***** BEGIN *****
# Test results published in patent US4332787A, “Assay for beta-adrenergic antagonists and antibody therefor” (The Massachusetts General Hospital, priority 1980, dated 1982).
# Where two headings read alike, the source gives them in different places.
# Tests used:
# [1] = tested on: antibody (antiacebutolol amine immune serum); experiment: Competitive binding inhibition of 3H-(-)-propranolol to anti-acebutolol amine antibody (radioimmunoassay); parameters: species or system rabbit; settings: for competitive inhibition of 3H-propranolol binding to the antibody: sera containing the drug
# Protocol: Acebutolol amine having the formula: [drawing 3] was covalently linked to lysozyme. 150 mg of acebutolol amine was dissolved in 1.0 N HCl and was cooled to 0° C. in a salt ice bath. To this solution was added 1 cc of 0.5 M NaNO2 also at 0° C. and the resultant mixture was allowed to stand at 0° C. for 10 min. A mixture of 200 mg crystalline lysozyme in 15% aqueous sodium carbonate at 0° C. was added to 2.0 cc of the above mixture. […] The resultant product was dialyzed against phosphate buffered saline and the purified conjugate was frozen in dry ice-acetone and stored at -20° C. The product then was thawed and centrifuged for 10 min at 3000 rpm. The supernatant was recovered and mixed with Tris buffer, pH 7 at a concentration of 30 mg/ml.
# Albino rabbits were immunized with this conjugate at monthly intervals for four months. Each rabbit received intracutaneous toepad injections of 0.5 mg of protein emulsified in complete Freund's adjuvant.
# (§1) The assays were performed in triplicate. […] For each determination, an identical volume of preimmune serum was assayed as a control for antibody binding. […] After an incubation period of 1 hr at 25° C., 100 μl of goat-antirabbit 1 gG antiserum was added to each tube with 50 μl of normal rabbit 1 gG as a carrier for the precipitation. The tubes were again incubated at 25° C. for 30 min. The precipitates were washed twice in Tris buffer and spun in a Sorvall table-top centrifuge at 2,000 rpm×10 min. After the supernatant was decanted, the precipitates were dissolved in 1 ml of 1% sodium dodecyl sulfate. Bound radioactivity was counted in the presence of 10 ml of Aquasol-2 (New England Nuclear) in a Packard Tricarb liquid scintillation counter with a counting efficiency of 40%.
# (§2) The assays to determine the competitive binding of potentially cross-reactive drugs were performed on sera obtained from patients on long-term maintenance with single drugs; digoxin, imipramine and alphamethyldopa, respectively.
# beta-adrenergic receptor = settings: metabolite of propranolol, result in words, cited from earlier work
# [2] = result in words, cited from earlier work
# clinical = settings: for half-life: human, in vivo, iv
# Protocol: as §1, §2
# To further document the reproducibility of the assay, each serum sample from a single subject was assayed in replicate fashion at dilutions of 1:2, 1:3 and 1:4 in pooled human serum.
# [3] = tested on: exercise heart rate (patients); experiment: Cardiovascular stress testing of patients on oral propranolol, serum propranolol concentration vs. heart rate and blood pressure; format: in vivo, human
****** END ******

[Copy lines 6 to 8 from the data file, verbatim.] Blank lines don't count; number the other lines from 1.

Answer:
# Albino rabbits were immunized with this conjugate at monthly intervals for four months. Each rabbit received intracutaneous toepad injections of 0.5 mg of protein emulsified in complete Freund's adjuvant.
# (§1) The assays were performed in triplicate. […] For each determination, an identical volume of preimmune serum was assayed as a control for antibody binding. […] After an incubation period of 1 hr at 25° C., 100 μl of goat-antirabbit 1 gG antiserum was added to each tube with 50 μl of normal rabbit 1 gG as a carrier for the precipitation. The tubes were again incubated at 25° C. for 30 min. The precipitates were washed twice in Tris buffer and spun in a Sorvall table-top centrifuge at 2,000 rpm×10 min. After the supernatant was decanted, the precipitates were dissolved in 1 ml of 1% sodium dodecyl sulfate. Bound radioactivity was counted in the presence of 10 ml of Aquasol-2 (New England Nuclear) in a Packard Tricarb liquid scintillation counter with a counting efficiency of 40%.
# (§2) The assays to determine the competitive binding of potentially cross-reactive drugs were performed on sera obtained from patients on long-term maintenance with single drugs; digoxin, imipramine and alphamethyldopa, respectively.